Vittles Reviews: There Is Always Another Province
Two new Yunnanese restaurants in London’s fastest growing Chinatown. Words by Jonathan Nunn.
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Vittles Reviews is a column dedicated to critical reviews of London restaurants, written by Jonathan Nunn. This is the 9th and last review of the year: you can read all the previous reviews here https://www.vittlesmagazine.com/i/121337566/reviews
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There Is Always Another Province
Two new Yunnanese restaurants in London’s fastest growing Chinatown, by Jonathan Nunn
In 2016, the American humourist and food writer Calvin Trillin wrote a poem for the New Yorker called ‘Have They Run Out of Provinces Yet?’ in which he mock-despairs at the spiralling number of Chinese provinces represented in New York’s new restaurant openings. The poem – widely condemned at the time – isn’t one of Trillin’s finer moments, but in couplets like ‘Could a place we extolled as a find / Be revealed as one province behind?’, it did give form to the anxiety of someone who has tried to stay at the forefront of culinary cool by knowing which Chinese provinces are taking off in their city. These province-chasers remember reading a young restaurant reviewer in late-90s issues of Time Out called Fuchsia Dunlop who knew which Chinatown restaurants had hidden Chaozhou dishes; they were there at the pivotal moment around 2010 when Chilli Cool and Bar Shu were melting critics’ taste buds with málà; they witnessed the briefly-lived Hunanese boom; they Googled Xinjiang once; and they have seen Shaanxi food reign from Upper Street to the Emirates Stadium, giving new meaning to the phrase ‘North London is Red’. Those waves of restaurants were revelatory and formative for me, as they were for many other Londoners, but I have given up trying to accurately chart the developments of the last few years. They are approaching what mathematicians like to call the singularity: when change is happening too quickly for any one person to measure it. This is especially true at London’s fastest-growing Chinatown – in Spitalfields – where by the time I finally ate at the excellent YeYe Noodle & Dumpling, its owners had already opened two more branches round the corner.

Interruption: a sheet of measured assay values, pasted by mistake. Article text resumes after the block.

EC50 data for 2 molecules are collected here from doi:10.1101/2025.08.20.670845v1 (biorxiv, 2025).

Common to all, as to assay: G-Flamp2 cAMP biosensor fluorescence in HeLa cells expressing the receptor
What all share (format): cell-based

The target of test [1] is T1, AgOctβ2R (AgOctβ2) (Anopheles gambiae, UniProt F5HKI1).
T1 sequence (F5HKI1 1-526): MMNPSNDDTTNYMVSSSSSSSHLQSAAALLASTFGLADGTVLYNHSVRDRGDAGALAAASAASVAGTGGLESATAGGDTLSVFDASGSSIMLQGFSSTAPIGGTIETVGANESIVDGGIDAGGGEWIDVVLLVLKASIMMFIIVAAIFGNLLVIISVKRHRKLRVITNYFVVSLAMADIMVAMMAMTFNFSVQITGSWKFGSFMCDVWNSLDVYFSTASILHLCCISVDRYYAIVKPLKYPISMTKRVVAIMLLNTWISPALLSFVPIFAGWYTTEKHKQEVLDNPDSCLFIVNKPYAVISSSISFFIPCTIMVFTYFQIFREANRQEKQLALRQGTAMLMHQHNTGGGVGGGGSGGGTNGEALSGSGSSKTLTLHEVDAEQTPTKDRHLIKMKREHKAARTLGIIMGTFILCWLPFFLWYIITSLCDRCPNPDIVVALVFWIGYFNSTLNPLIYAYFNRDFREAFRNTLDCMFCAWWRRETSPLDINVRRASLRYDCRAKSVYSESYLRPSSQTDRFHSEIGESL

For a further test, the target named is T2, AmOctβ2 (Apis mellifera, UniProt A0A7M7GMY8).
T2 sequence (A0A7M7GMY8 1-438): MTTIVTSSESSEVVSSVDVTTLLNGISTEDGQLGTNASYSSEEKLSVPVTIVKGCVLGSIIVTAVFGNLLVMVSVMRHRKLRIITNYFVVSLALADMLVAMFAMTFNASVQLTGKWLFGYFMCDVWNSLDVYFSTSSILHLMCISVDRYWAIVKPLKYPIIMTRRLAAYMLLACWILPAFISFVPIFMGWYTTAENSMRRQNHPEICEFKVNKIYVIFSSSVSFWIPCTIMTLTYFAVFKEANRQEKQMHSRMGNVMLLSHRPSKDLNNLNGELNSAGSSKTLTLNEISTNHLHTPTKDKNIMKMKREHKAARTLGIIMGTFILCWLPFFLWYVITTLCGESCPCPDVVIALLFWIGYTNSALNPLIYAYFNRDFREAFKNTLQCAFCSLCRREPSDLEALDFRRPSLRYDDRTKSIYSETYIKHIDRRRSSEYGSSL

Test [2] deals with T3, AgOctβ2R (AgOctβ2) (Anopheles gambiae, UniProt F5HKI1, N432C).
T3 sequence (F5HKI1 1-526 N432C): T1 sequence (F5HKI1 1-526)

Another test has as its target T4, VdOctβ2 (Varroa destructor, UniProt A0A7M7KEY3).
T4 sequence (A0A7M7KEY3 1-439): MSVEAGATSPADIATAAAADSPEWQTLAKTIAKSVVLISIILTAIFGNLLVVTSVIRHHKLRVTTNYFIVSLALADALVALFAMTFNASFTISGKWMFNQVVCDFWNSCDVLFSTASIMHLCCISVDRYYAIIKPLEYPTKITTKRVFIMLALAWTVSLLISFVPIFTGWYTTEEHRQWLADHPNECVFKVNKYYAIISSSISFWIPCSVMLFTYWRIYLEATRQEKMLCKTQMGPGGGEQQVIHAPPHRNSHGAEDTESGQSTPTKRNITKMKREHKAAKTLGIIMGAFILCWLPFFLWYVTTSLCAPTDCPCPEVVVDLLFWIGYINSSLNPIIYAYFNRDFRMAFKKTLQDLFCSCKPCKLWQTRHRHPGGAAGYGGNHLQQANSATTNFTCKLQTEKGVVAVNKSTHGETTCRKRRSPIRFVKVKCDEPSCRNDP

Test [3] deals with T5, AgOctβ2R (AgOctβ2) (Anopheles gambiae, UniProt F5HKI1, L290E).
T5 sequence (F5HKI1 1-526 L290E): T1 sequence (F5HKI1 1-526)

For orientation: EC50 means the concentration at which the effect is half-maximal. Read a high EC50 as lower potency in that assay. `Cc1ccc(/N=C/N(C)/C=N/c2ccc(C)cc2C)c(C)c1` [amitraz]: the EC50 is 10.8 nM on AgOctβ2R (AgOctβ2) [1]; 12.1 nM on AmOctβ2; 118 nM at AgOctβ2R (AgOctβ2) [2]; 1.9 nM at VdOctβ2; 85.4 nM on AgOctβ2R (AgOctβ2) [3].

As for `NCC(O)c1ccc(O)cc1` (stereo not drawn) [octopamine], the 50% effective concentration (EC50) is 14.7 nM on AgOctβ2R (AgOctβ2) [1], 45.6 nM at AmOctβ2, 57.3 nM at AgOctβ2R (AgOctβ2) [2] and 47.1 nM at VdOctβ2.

Chinatowns once followed labour, but today they follow capital and one of the most significant economic blocs in the country: Chinese university students. The new calculus of opening Chinese restaurants in London is that operators don’t need to appeal to anyone except those students in order to thrive. This is a double-edged sword – it means restaurants have a captive market willing to spend money on food, but also that their audience is itinerant, temporary and capricious, in the way that students so often are, dazzled by the next big thing. Province-chasing isn’t just a Western phenomenon; China is still so vast that when the barbecued food of Xinjiang, one of China’s border provinces, showed up in a former sausage shop on Walworth Road at Lao Dao, it didn’t need to open to the general public for months, choosing only to take bookings via Chinese social media. The paradox is that the success of regional Chinese restaurants has created a Western audience which wants more, but that same success has allowed these restaurants to bypass those customers altogether.